On the road again

The road took his life, but Curtis Hutcherson is taking it back the Smart way

As told to Casey Lessard

My first memory of driving was growing up on the tobacco farms of Tillsonburg, driving the trucks back and forth. It was great. Gas was 45 or 50 cents a gallon then. No problem.
My first car was a 1963 Valiant with a little slant-6, 174 Enduro. Wow! It was beautiful. Back then, everybody else was driving the Mustangs, the Camaros, all the hot cars. This was 1966, 67 or 68. I drove the Valiant for a couple of years. I bought it for $100 and sold it for $250.
Then I bought a Rideau 500, a big Ford that sleeps six. Four hundred horses. The whole shebang. It was gorgeous. Then one night, I totaled it. I had gone to a party and was driving home drunk and high. It just rolled off the road. I don’t even remember. Woke up the next morning in the hospital.
I was 19 in 1971. I was doing everything back then. I was working as a rock and roll star with a great bunch of boys. I was not very good at school, but I was there. I had the honour of playing on the Glendale Griffins basketball team and we had some of the best basketball players in Canada: Bruce Colthard, Rick Jacobs, Barry Atkinson – 7’2” and a quarter-inch back then, and we were in high school. We were the best in Ontario.

A sudden stop
One day, I jumped on a motorcycle at the football field. It was a 350 Honda bore out to a 405 Hellcat. Ooh! That was a fast bike. I went “wah-waaah” down the football field and let her go. The next thing I knew, a tree jumped in front of me.
I don’t remember much at all, thank goodness. I had many, many problems. My eye popped out. My nose was pushed to the side of my face. My teeth were all punched in. My jaw was smashed in. My collarbone was broken. My lungs were caved a bit. I had a blood clot tumour. It was just a mess.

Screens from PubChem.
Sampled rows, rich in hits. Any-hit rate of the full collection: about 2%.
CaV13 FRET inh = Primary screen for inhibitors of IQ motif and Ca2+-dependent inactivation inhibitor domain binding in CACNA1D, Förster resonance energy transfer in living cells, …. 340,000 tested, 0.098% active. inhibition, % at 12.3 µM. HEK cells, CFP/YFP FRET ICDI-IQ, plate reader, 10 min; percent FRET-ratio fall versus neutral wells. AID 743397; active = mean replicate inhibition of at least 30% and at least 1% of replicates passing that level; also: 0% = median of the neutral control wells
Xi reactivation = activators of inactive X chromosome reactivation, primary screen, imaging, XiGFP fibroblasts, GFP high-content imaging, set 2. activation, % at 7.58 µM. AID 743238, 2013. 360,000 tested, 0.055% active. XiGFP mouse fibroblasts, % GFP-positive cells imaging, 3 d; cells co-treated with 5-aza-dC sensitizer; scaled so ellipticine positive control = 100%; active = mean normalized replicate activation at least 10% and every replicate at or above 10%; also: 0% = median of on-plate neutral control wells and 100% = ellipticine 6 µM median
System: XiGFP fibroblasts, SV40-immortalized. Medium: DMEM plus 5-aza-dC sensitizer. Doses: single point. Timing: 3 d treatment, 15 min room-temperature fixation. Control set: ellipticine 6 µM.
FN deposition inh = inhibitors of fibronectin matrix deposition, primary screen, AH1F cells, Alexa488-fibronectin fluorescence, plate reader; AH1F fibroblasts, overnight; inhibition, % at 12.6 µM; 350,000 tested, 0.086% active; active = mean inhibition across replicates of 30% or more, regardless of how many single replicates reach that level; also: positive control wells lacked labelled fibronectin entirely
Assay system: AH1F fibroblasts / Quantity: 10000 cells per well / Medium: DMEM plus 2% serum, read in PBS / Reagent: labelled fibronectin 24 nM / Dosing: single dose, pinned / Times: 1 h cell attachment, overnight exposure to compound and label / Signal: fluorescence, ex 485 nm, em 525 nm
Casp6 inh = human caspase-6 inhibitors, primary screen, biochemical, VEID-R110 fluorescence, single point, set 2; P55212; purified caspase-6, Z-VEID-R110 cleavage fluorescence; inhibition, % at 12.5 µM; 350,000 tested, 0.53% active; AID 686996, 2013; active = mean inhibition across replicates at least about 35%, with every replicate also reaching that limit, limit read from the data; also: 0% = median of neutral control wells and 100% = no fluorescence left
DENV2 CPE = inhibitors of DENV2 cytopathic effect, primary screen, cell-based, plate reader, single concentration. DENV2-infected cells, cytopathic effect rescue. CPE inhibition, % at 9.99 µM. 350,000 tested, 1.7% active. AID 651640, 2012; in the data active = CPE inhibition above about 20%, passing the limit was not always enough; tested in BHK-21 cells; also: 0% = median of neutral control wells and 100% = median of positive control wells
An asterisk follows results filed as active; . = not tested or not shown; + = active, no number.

I spent many months in hospitals and a year or two in work programs: the CMHA, the Watch program. Later on I got all these other life situations, like diabetes type II, epilepsy, sarcoidosis, trepanning, black lung, manic, manic aggressive. With all of these problems, they took my license away for good.
I lost everything. I lost my life. I lost my friends. Before, it was Hi, Curtis! After I came home two years later, they would cross the street because they didn’t want to get near me. They thought I was a mental case because I had the brain operation and all these other things. So I went off on my own. Then I turned to alcohol and drugs, and that’s where I went after that. I ended up in all these bizarre places. I lived in Coronation Park in the trees. I slept there for a summer. Nobody would even come close to me.
I ran from my mother and my father and my sister and brother. I went from job to job and hitchhiked. I had a little laundry bag on my back and just smiled as I went. I went from Port Rowan to Otterville to Mount Elgin to Ingersoll to London, and over to Vancouver. I went to Algonquin College and Fanshawe College twice.
In between I worked. I would just wake up and say, let’s go somewhere else. I got $20; Wow! Cool! Here we go. Back then, the jobs were there. I would do anything and smile. Sleep under a tree or under a truck. I did that for years and years.